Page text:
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1:53pm

Thu September 8, 2011
Humans

'Mosaic' Fossil Could Be Bridge From Apes To Humans

The fossil of Australopithecus sediba could be the long-sought transition between ape-like ancestors and the first humans. "It shows a small brain, but a brain that's beginning to reorganize in some ways that resemble our brain," says anthropologist Lee Berger.
Brett Eloff via Lee Berger University of Witwatersrand

A pair of fossils from a South African cave have scientists both excited and puzzled. Scientists say the fossils — an adult female and a juvenile — could be the long-sought transition between ape-like ancestors and the first humans.

The bones belong to creatures related to the famous Lucy fossil found in Ethiopia in the 1970s, but their owners lived more recently, just two million years ago.

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1:47pm

Thu September 8, 2011
Shots - Health Blog

Fewer Shots Of HPV Vaccine May Still Protect Against Cancer

Women who didn't get all three doses of HPV vaccine, as is recommended, were still protected against the virus that causes cervical cancer, a new study finds. If that result holds up, it could become easier and less expensive to protect women against this common form of cancer.

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1:45pm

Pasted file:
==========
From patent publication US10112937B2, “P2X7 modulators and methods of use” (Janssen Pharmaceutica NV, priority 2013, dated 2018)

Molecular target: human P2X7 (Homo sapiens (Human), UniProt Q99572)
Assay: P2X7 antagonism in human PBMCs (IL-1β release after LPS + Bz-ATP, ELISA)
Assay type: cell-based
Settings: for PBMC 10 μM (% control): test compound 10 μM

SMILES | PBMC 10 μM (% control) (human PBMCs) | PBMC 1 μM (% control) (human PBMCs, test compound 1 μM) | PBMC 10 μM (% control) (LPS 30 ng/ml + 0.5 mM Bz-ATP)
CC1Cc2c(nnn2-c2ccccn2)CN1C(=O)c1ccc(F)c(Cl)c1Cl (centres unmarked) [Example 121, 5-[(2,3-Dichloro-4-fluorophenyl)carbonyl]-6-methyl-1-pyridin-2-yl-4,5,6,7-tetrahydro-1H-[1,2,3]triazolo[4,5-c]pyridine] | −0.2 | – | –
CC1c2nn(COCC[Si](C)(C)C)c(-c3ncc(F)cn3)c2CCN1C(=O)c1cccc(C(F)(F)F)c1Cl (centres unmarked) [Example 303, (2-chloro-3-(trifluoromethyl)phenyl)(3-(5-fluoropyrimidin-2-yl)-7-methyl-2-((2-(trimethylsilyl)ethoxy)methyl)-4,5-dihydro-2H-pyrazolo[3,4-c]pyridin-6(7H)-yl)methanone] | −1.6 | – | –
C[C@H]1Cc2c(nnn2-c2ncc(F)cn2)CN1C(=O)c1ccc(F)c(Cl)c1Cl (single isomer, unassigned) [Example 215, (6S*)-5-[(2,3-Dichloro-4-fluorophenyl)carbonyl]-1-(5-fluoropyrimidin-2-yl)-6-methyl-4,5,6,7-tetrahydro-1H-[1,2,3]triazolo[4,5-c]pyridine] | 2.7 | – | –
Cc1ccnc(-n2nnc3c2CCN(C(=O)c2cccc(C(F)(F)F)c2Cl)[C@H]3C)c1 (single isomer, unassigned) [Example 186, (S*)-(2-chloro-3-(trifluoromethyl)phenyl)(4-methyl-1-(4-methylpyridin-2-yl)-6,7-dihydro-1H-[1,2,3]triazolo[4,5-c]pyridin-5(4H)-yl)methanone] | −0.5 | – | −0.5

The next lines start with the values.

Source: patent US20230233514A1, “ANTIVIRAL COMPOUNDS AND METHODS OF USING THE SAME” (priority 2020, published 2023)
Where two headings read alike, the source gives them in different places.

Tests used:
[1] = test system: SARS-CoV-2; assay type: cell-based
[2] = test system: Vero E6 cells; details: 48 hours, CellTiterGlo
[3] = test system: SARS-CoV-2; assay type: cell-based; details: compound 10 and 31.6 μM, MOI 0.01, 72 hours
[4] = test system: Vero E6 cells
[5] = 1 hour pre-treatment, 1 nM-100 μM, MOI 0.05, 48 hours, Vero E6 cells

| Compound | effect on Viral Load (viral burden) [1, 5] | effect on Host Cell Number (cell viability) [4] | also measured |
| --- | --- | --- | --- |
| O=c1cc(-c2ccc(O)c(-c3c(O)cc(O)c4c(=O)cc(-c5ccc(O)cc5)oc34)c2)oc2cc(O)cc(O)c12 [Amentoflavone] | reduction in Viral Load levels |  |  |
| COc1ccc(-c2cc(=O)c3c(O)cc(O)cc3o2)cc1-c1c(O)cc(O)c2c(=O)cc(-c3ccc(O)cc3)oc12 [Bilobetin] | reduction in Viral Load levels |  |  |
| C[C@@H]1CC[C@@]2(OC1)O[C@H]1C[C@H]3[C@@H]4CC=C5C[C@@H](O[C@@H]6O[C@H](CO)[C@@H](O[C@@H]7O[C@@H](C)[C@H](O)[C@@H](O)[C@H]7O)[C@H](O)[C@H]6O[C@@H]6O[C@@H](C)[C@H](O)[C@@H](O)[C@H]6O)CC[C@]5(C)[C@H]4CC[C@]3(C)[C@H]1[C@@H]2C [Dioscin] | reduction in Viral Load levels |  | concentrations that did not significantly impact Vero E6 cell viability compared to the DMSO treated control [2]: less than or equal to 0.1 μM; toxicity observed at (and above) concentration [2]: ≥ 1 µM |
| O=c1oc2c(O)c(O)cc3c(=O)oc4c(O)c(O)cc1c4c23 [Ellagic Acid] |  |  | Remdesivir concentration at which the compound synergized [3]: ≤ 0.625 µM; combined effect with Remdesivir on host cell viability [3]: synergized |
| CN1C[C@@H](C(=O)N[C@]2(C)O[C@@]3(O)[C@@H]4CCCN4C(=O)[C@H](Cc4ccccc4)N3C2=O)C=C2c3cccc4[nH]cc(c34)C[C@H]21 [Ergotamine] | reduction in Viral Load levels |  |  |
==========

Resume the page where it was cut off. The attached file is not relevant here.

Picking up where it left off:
Thu September 8, 2011
The Two-Way

Dude, Change Your Number: Guy Says Woman Called Him 65,000 Times

Edward J Bock III iStockphoto.com

We had some questions after reading this, and unfortunately none have been answered in any of the stories so far:

"Dutch prosecutors are charging a 42-year-old woman with stalking after she allegedly called her ex-boyfriend 65,000 times in the past year." (The Associated Press)

First: Didn't the "ex-boyfriend," who's 62, change his number after, say, call No. 10,000 or so?

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1:10pm

Thu September 8, 2011
The Two-Way

Challenges To Health Law Rejected, But Decisions Don't Address Key Point

"In a win for the Obama administration, a federal appeals court in Virginia today tossed out two lawsuits challenging the constitutionality of the sweeping law overhauling the health care system," our colleague Scott Hensley writes over at the Shots blog.

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1:00pm

Thu September 8, 2011
News

Learn Lessons From Disasters? No, Thanks

The seemingly unbroken run of news this year about earthquakes, floods and wildfires will prompt lots of discussion about how and where houses get built, in hopes of making them safer.

But chances are that few regulatory changes will actually occur.

Rewriting the codes that regulate building practices is a long, drawn-out process that encounters push-back every step of the way from home builders and other property-rights advocates, because of their concern about the impact on the cost of construction.

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